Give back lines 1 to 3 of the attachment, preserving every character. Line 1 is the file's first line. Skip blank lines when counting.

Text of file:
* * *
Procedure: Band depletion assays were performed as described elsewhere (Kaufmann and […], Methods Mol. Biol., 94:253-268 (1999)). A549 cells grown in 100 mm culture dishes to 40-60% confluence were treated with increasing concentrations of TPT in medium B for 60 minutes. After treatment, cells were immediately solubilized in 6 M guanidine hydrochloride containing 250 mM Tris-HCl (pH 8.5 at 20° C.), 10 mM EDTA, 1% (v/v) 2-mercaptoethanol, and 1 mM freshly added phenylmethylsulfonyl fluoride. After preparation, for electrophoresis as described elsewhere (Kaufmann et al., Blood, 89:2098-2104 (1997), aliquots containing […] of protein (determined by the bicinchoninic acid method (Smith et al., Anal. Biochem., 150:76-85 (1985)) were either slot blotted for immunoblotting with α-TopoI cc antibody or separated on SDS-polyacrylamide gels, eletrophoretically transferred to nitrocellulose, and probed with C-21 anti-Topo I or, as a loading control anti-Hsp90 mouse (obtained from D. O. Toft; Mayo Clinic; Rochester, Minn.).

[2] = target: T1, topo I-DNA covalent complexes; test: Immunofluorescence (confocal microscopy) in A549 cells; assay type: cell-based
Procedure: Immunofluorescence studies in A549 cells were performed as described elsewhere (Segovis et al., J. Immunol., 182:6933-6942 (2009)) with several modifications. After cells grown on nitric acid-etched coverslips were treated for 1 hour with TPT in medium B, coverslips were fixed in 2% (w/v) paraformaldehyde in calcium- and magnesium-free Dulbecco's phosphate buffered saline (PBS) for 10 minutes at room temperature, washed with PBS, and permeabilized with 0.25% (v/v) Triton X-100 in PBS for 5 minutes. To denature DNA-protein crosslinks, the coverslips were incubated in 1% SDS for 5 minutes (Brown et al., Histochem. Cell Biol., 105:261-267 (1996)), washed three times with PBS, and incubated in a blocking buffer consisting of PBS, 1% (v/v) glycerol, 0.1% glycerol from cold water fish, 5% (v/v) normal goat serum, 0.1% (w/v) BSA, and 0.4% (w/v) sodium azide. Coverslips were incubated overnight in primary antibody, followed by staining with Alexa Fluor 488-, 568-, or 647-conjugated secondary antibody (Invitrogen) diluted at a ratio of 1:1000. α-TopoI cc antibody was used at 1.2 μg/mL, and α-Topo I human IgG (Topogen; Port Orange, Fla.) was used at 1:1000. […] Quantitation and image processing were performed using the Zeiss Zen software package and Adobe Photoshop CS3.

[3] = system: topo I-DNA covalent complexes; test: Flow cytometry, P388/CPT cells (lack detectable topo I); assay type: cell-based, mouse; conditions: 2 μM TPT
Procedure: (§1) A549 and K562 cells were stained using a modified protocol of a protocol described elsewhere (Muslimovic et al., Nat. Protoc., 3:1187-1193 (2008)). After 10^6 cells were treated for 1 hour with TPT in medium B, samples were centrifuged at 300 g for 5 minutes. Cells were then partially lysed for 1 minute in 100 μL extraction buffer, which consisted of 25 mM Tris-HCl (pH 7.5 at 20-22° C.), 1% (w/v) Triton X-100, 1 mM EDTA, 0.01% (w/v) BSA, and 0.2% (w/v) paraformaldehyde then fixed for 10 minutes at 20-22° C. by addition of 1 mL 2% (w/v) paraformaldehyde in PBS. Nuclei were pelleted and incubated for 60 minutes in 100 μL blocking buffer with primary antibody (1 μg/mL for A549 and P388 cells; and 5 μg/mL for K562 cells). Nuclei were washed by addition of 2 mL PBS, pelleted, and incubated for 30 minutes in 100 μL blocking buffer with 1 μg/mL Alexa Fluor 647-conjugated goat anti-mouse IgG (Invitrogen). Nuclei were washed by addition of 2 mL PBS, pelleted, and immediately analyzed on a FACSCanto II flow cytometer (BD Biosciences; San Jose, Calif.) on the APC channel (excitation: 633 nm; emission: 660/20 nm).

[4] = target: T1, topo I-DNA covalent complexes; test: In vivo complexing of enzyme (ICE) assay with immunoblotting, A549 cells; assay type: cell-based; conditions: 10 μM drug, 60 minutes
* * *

Procedure: Band depletion assays were performed as described elsewhere (Kaufmann and […], Methods Mol. Biol., 94:253-268 (1999)). A549 cells grown in 100 mm culture dishes to 40-60% confluence were treated with increasing concentrations of TPT in medium B for 60 minutes. After treatment, cells were immediately solubilized in 6 M guanidine hydrochloride containing 250 mM Tris-HCl (pH 8.5 at 20° C.), 10 mM EDTA, 1% (v/v) 2-mercaptoethanol, and 1 mM freshly added phenylmethylsulfonyl fluoride. After preparation, for electrophoresis as described elsewhere (Kaufmann et al., Blood, 89:2098-2104 (1997), aliquots containing […] of protein (determined by the bicinchoninic acid method (Smith et al., Anal. Biochem., 150:76-85 (1985)) were either slot blotted for immunoblotting with α-TopoI cc antibody or separated on SDS-polyacrylamide gels, eletrophoretically transferred to nitrocellulose, and probed with C-21 anti-Topo I or, as a loading control anti-Hsp90 mouse (obtained from D. O. Toft; Mayo Clinic; Rochester, Minn.).

[2] = target: T1, topo I-DNA covalent complexes; test: Immunofluorescence (confocal microscopy) in A549 cells; assay type: cell-based
Procedure: Immunofluorescence studies in A549 cells were performed as described elsewhere (Segovis et al., J. Immunol., 182:6933-6942 (2009)) with several modifications. After cells grown on nitric acid-etched coverslips were treated for 1 hour with TPT in medium B, coverslips were fixed in 2% (w/v) paraformaldehyde in calcium- and magnesium-free Dulbecco's phosphate buffered saline (PBS) for 10 minutes at room temperature, washed with PBS, and permeabilized with 0.25% (v/v) Triton X-100 in PBS for 5 minutes. To denature DNA-protein crosslinks, the coverslips were incubated in 1% SDS for 5 minutes (Brown et al., Histochem. Cell Biol., 105:261-267 (1996)), washed three times with PBS, and incubated in a blocking buffer consisting of PBS, 1% (v/v) glycerol, 0.1% glycerol from cold water fish, 5% (v/v) normal goat serum, 0.1% (w/v) BSA, and 0.4% (w/v) sodium azide. Coverslips were incubated overnight in primary antibody, followed by staining with Alexa Fluor 488-, 568-, or 647-conjugated secondary antibody (Invitrogen) diluted at a ratio of 1:1000. α-TopoI cc antibody was used at 1.2 μg/mL, and α-Topo I human IgG (Topogen; Port Orange, Fla.) was used at 1:1000. […] Quantitation and image processing were performed using the Zeiss Zen software package and Adobe Photoshop CS3.